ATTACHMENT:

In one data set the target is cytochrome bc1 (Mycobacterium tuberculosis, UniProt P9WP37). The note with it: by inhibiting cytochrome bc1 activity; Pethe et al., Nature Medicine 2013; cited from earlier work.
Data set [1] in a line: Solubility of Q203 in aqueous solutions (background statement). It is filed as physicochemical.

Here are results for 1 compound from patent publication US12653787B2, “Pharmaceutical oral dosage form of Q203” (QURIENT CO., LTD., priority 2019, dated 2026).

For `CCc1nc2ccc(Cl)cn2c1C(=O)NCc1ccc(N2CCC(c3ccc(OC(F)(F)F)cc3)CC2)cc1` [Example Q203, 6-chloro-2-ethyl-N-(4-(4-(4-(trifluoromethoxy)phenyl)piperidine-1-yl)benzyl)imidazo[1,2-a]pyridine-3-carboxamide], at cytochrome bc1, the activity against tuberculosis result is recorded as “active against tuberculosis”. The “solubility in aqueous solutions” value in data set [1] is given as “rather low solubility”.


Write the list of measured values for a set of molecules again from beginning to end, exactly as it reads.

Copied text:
In one data set the target is cytochrome bc1 (Mycobacterium tuberculosis, UniProt P9WP37). The note with it: by inhibiting cytochrome bc1 activity; Pethe et al., Nature Medicine 2013; cited from earlier work.
Data set [1] in a line: Solubility of Q203 in aqueous solutions (background statement). It is filed as physicochemical.

Here are results for 1 compound from patent publication US12653787B2, “Pharmaceutical oral dosage form of Q203” (QURIENT CO., LTD., priority 2019, dated 2026).

For `CCc1nc2ccc(Cl)cn2c1C(=O)NCc1ccc(N2CCC(c3ccc(OC(F)(F)F)cc3)CC2)cc1` [Example Q203, 6-chloro-2-ethyl-N-(4-(4-(4-(trifluoromethoxy)phenyl)piperidine-1-yl)benzyl)imidazo[1,2-a]pyridine-3-carboxamide], at cytochrome bc1, the activity against tuberculosis result is recorded as “active against tuberculosis”. The “solubility in aqueous solutions” value in data set [1] is given as “rather low solubility”.